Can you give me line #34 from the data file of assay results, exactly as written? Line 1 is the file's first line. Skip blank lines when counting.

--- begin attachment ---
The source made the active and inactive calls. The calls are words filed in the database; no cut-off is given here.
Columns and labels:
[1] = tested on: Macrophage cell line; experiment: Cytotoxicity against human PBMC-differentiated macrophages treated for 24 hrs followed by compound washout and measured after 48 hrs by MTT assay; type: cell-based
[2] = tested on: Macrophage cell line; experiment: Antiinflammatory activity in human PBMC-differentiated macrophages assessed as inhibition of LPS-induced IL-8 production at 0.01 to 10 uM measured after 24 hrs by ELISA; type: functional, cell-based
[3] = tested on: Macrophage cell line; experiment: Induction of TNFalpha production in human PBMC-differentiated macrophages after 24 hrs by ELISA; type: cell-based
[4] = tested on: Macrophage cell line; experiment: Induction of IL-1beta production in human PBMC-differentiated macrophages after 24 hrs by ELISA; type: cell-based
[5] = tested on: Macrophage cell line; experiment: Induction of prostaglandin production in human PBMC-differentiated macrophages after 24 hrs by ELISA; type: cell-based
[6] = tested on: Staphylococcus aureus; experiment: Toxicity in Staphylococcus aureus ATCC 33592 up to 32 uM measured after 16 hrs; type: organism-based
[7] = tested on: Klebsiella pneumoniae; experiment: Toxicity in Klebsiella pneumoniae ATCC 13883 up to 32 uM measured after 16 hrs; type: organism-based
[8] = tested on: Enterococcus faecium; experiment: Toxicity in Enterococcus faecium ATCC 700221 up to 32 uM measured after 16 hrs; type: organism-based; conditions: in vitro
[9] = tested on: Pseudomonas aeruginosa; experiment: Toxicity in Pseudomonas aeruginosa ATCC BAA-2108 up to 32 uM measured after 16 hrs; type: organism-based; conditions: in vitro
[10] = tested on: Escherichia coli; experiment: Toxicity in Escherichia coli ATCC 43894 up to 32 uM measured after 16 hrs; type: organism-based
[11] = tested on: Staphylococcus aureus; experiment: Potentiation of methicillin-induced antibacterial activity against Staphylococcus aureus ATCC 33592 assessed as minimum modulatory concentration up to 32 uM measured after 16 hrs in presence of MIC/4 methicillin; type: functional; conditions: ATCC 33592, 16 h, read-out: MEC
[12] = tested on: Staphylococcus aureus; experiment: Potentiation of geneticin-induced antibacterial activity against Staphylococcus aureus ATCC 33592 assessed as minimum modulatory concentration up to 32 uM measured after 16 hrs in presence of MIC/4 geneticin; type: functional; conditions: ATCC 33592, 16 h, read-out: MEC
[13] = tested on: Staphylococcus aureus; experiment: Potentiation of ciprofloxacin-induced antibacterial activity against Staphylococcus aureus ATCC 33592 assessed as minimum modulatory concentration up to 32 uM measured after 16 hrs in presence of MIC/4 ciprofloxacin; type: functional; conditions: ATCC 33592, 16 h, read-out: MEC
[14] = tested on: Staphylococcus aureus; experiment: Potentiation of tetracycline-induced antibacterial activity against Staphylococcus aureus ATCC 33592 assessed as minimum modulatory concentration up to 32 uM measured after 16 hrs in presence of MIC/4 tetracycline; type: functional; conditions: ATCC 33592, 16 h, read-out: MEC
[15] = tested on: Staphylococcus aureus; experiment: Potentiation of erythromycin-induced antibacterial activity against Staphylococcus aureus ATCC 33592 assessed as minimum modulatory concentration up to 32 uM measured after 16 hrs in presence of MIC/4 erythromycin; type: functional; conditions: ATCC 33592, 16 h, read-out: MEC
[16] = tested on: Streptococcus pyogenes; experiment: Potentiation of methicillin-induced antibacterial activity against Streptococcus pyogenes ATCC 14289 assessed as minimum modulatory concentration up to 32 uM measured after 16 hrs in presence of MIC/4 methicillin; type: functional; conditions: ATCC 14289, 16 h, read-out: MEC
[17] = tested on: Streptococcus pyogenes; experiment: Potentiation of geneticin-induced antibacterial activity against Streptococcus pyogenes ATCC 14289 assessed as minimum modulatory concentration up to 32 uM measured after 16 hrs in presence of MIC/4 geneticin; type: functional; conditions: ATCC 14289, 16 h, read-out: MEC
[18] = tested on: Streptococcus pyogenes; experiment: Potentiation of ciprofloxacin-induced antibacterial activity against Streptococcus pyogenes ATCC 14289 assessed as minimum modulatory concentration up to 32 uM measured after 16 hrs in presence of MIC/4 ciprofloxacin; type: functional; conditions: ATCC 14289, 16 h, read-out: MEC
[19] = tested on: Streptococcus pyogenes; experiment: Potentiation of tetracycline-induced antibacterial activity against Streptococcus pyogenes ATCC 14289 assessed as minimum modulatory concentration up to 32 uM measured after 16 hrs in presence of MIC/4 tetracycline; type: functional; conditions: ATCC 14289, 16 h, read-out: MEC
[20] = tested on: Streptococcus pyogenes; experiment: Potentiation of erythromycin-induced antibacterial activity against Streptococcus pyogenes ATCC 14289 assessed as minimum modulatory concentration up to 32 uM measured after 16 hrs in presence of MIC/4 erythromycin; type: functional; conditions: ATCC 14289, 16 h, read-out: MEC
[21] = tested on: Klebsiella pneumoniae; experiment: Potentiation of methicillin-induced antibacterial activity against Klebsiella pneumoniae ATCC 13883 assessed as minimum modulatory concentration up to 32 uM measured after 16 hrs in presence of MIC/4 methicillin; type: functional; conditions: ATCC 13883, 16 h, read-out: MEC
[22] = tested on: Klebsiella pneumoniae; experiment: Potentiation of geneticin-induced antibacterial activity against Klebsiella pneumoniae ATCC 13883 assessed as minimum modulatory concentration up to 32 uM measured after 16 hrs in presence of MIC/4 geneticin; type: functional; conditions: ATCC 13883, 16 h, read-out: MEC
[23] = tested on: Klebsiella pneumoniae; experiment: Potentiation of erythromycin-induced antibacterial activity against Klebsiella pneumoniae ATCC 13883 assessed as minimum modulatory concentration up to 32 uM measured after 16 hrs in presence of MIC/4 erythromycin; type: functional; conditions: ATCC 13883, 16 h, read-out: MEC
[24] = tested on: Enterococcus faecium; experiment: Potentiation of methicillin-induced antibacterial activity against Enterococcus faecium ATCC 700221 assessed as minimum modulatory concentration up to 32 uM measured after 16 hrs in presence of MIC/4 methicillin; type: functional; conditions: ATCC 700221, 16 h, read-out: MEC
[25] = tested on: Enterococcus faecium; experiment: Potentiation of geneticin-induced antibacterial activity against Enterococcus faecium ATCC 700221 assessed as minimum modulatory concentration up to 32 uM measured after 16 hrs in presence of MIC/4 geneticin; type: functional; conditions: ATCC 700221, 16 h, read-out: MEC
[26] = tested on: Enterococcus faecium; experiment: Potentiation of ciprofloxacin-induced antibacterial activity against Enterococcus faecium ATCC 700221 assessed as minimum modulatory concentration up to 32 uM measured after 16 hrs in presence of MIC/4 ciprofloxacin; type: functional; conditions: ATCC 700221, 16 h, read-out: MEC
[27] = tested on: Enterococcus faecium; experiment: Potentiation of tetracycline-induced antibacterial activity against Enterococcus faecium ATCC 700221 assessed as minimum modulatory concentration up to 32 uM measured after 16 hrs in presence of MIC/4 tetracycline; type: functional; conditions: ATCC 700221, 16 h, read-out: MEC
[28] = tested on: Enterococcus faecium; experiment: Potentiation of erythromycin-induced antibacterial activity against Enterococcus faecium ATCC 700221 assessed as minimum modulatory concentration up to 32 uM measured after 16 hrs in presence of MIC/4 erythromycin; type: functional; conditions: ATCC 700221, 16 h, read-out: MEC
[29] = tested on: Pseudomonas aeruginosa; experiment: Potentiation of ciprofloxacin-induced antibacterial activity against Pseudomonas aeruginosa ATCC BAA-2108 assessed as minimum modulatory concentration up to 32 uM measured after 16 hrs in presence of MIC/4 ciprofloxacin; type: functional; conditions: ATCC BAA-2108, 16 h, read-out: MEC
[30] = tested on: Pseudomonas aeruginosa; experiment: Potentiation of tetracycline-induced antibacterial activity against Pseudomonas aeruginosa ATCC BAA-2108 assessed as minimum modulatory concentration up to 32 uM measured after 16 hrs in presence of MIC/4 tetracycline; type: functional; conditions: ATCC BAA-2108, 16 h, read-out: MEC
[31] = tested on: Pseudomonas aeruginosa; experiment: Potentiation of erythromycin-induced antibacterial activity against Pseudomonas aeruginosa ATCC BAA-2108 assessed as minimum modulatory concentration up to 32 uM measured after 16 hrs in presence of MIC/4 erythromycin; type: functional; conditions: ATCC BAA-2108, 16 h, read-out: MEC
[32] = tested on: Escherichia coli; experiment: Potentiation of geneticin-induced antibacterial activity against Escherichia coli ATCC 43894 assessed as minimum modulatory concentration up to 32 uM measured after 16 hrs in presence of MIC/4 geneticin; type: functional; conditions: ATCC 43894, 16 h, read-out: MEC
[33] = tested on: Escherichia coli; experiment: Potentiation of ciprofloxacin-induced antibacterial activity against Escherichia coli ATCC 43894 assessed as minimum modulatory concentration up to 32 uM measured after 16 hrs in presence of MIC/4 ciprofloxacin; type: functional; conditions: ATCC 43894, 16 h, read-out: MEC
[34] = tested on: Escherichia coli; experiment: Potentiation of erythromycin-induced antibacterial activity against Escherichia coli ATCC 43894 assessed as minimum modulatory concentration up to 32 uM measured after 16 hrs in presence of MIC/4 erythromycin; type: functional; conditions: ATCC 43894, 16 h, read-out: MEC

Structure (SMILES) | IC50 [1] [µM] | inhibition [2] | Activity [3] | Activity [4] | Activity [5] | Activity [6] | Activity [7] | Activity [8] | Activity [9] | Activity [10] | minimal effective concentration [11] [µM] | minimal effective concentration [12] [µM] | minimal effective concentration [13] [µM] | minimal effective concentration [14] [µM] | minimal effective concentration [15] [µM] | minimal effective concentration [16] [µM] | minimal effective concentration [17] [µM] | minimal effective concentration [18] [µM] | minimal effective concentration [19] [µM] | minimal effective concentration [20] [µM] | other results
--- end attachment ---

[32] = tested on: Escherichia coli; experiment: Potentiation of geneticin-induced antibacterial activity against Escherichia coli ATCC 43894 assessed as minimum modulatory concentration up to 32 uM measured after 16 hrs in presence of MIC/4 geneticin; type: functional; conditions: ATCC 43894, 16 h, read-out: MEC